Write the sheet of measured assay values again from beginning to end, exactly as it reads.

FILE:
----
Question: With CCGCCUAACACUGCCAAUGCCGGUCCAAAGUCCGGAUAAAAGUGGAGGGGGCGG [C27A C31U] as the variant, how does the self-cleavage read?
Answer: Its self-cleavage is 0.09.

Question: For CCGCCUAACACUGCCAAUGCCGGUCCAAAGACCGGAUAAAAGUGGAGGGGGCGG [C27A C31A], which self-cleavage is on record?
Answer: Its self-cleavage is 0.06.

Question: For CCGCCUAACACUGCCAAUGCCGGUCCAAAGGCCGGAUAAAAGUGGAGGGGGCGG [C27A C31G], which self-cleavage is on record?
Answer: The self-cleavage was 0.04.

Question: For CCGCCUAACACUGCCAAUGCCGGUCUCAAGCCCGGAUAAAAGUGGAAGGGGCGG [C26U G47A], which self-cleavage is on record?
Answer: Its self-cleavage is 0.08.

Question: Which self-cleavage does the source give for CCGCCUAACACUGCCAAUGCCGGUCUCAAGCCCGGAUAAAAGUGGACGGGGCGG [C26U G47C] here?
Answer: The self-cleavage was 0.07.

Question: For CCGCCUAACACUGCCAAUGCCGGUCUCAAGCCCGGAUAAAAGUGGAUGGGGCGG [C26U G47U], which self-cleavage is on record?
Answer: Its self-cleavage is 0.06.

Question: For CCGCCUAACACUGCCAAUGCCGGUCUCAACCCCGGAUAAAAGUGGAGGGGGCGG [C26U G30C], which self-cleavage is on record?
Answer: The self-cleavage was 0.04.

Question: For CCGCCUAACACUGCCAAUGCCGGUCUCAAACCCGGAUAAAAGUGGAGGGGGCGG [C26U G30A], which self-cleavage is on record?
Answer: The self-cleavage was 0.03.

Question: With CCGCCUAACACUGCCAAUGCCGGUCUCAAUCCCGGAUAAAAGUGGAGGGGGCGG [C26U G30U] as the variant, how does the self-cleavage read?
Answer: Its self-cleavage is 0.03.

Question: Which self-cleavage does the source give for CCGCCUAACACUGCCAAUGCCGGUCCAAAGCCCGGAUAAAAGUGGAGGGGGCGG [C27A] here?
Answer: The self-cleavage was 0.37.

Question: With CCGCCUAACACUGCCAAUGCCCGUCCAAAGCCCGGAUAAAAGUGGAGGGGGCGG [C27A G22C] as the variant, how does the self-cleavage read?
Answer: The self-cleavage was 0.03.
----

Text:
Question: With CCGCCUAACACUGCCAAUGCCGGUCCAAAGUCCGGAUAAAAGUGGAGGGGGCGG [C27A C31U] as the variant, how does the self-cleavage read?
Answer: Its self-cleavage is 0.09.

Question: For CCGCCUAACACUGCCAAUGCCGGUCCAAAGACCGGAUAAAAGUGGAGGGGGCGG [C27A C31A], which self-cleavage is on record?
Answer: Its self-cleavage is 0.06.

Question: For CCGCCUAACACUGCCAAUGCCGGUCCAAAGGCCGGAUAAAAGUGGAGGGGGCGG [C27A C31G], which self-cleavage is on record?
Answer: The self-cleavage was 0.04.

Question: For CCGCCUAACACUGCCAAUGCCGGUCUCAAGCCCGGAUAAAAGUGGAAGGGGCGG [C26U G47A], which self-cleavage is on record?
Answer: Its self-cleavage is 0.08.

Question: Which self-cleavage does the source give for CCGCCUAACACUGCCAAUGCCGGUCUCAAGCCCGGAUAAAAGUGGACGGGGCGG [C26U G47C] here?
Answer: The self-cleavage was 0.07.

Question: For CCGCCUAACACUGCCAAUGCCGGUCUCAAGCCCGGAUAAAAGUGGAUGGGGCGG [C26U G47U], which self-cleavage is on record?
Answer: Its self-cleavage is 0.06.

Question: For CCGCCUAACACUGCCAAUGCCGGUCUCAACCCCGGAUAAAAGUGGAGGGGGCGG [C26U G30C], which self-cleavage is on record?
Answer: The self-cleavage was 0.04.

Question: For CCGCCUAACACUGCCAAUGCCGGUCUCAAACCCGGAUAAAAGUGGAGGGGGCGG [C26U G30A], which self-cleavage is on record?
Answer: The self-cleavage was 0.03.

Question: With CCGCCUAACACUGCCAAUGCCGGUCUCAAUCCCGGAUAAAAGUGGAGGGGGCGG [C26U G30U] as the variant, how does the self-cleavage read?
Answer: Its self-cleavage is 0.03.

Question: Which self-cleavage does the source give for CCGCCUAACACUGCCAAUGCCGGUCCAAAGCCCGGAUAAAAGUGGAGGGGGCGG [C27A] here?
Answer: The self-cleavage was 0.37.

Question: With CCGCCUAACACUGCCAAUGCCCGUCCAAAGCCCGGAUAAAAGUGGAGGGGGCGG [C27A G22C] as the variant, how does the self-cleavage read?
Answer: The self-cleavage was 0.03.